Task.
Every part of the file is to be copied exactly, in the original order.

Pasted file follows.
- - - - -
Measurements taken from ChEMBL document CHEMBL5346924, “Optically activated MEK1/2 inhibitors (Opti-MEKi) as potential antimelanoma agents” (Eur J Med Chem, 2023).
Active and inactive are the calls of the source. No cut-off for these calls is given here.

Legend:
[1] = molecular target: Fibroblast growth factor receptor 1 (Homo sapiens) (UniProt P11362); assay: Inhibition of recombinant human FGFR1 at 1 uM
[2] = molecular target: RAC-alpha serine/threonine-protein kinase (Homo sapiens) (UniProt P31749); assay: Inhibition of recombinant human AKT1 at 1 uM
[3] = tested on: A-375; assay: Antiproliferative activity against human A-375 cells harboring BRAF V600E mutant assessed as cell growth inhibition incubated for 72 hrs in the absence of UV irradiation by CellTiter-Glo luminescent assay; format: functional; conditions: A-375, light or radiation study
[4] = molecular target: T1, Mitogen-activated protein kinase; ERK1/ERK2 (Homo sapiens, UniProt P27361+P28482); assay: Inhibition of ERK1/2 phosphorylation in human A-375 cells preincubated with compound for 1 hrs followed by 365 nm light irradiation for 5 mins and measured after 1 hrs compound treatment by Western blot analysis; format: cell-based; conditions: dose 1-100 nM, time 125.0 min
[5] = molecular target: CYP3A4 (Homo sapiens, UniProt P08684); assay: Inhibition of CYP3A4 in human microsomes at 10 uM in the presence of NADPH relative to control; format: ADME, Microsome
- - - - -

Measurements taken from ChEMBL document CHEMBL5346924, “Optically activated MEK1/2 inhibitors (Opti-MEKi) as potential antimelanoma agents” (Eur J Med Chem, 2023).
Active and inactive are the calls of the source. No cut-off for these calls is given here.

Legend:
[1] = molecular target: Fibroblast growth factor receptor 1 (Homo sapiens) (UniProt P11362); assay: Inhibition of recombinant human FGFR1 at 1 uM
[2] = molecular target: RAC-alpha serine/threonine-protein kinase (Homo sapiens) (UniProt P31749); assay: Inhibition of recombinant human AKT1 at 1 uM
[3] = tested on: A-375; assay: Antiproliferative activity against human A-375 cells harboring BRAF V600E mutant assessed as cell growth inhibition incubated for 72 hrs in the absence of UV irradiation by CellTiter-Glo luminescent assay; format: functional; conditions: A-375, light or radiation study
[4] = molecular target: T1, Mitogen-activated protein kinase; ERK1/ERK2 (Homo sapiens, UniProt P27361+P28482); assay: Inhibition of ERK1/2 phosphorylation in human A-375 cells preincubated with compound for 1 hrs followed by 365 nm light irradiation for 5 mins and measured after 1 hrs compound treatment by Western blot analysis; format: cell-based; conditions: dose 1-100 nM, time 125.0 min
[5] = molecular target: CYP3A4 (Homo sapiens, UniProt P08684); assay: Inhibition of CYP3A4 in human microsomes at 10 uM in the presence of NADPH relative to control; format: ADME, Microsome